Whenever Tencent invests in another Western company, the default reaction seems to be why doesn’t it buy the entire games industry and have done with it?
Given Tencent’s aggressive M&A activity over the past decade - it has over $30 billion of investment assets listed on its balance sheet - this attitude does contain an element of truth.
Tencent first invested $350 million in Riot Games in 2008, later buying it outright, invested $330 million in Epic Games in 2012, and became a shareholder in Activision Blizzard in 2013 (its current 5% stake is worth $2 billion),
And not forgetting various other investments in mobile games companies ranging from:
- Japanese developer Aiming ($27 million in 2014)
- Korean outfit CJ Games/Netmarble ($500 million in 2014)
- Robot Entertainment (2015)
- Glu Mobile (2015 and 2016)
- Playdots (2015)
- Miniclip (2015)
- Developer turned Discord app outfit Hammer & Chisel (2015 and 2016)
- Pocket Gems (2015 and 2017)
- Supercell (2016)
Of course, Tencent does have a lot of cash to invest.
Tencent does have a lot of cash of invest.
In 2016 alone, it generated around $6 billion of profit from $22 billion of revenue, of which 72% came from its PC and mobile games.
In this context, games are only a small part of Tencent’s wider portfolio, which ranges from electric cars (including Tesla) to search engines, numerous e-commerce websites, lotteries, taxi apps and music companies. It invested $700 million to stream NBA games in China.
Yet, what’s really interesting about Tencent’s investment - at least in game companies - isn’t how many companies it invests in, but how smartly it invests.
The obvious example is Supercell.
When SoftBank decided it was going to sell its 84.3% stake in the Finnish developer, Tencent could have easily taken the $7.8 billion it cost from the $17 billion stashed in its bank account.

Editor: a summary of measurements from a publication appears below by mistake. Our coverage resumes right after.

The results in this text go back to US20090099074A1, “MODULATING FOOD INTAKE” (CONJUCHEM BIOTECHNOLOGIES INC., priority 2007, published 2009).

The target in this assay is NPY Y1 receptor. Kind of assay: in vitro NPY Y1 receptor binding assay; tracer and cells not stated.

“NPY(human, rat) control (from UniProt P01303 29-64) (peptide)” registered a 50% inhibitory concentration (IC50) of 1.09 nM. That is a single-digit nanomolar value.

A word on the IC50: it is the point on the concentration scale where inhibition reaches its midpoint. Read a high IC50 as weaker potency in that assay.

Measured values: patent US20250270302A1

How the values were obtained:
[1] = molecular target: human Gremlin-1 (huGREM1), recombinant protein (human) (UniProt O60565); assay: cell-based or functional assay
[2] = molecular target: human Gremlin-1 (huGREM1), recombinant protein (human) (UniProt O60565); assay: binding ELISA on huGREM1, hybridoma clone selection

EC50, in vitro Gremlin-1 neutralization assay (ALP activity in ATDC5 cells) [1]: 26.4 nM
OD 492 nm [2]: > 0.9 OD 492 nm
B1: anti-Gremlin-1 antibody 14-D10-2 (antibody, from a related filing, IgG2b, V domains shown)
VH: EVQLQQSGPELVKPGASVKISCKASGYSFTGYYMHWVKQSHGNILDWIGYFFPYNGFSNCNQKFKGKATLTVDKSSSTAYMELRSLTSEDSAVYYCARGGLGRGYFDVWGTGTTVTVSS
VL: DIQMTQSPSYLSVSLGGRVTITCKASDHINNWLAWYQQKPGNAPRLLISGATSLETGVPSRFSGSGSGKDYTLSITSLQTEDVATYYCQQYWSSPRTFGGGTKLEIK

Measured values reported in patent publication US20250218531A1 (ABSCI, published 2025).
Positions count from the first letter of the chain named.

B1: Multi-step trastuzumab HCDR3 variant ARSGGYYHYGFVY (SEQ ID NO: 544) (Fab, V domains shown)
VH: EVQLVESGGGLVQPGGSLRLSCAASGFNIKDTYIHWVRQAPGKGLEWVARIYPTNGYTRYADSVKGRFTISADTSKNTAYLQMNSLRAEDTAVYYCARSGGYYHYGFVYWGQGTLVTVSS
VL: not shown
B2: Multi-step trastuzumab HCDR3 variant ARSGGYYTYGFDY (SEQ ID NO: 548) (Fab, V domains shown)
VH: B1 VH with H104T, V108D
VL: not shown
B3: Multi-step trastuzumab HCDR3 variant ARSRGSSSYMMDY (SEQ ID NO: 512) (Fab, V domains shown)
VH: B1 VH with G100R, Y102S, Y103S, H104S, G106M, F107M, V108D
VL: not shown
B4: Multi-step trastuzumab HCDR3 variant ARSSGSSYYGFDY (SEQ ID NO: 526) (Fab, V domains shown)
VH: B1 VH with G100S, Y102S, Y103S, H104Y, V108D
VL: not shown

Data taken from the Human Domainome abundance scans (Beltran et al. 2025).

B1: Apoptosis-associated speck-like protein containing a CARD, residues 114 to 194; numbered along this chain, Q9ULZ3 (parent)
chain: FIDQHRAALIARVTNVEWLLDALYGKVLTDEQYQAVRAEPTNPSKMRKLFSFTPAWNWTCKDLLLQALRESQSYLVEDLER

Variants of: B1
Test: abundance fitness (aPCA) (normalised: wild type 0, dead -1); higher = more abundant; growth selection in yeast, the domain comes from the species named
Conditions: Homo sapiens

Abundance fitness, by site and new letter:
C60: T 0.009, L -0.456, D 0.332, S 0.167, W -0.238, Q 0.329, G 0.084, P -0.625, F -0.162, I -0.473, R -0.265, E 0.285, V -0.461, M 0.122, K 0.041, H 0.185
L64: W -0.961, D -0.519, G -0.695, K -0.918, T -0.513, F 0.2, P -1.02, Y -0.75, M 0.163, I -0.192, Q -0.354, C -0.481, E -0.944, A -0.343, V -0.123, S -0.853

Instead, however, Tencent set up a consortium of Chinese companies, with itself as the lead investor, spending just $4 billion in the process, but maintaining control via 50% of the voting rights.
In fact, Tencent’s modus operandi appears to be to invest sizeable amounts to gain a substantial but not majority shareholding in companies and then wait to see what happens.
A perfect example is US developer Pocket Gems, which originally gained a $60 million investment in 2015 for a rumoured 20% stake.
Since then, it’s focused on honing its interactive narrative app Episodes and midcore PVP game War Dragons, which have climbed into the US top 50 grossing charts.
The reward for that success was a second $90 million investment in May 2017, taking Tencent’s stake to 38%. Neither game has been released in China, nor do there appear to be any concrete plans in the short-term for that to happen.
The situation was similar with UK/Swiss developer Miniclip, which received an undisclosed majority investment from Tencent in 2015.
Since then, its 8 Ball Pool game has become a regular in the US iPhone top 20 games chart - it’s no longer available in China - while more casual titles such as Agar.io and Soccer Stars have generated hundreds of millions of downloads in the West.
Indeed, one of the most misunderstood aspects of Tencent’s investment approach is that it’s focused on bringing Western games to China.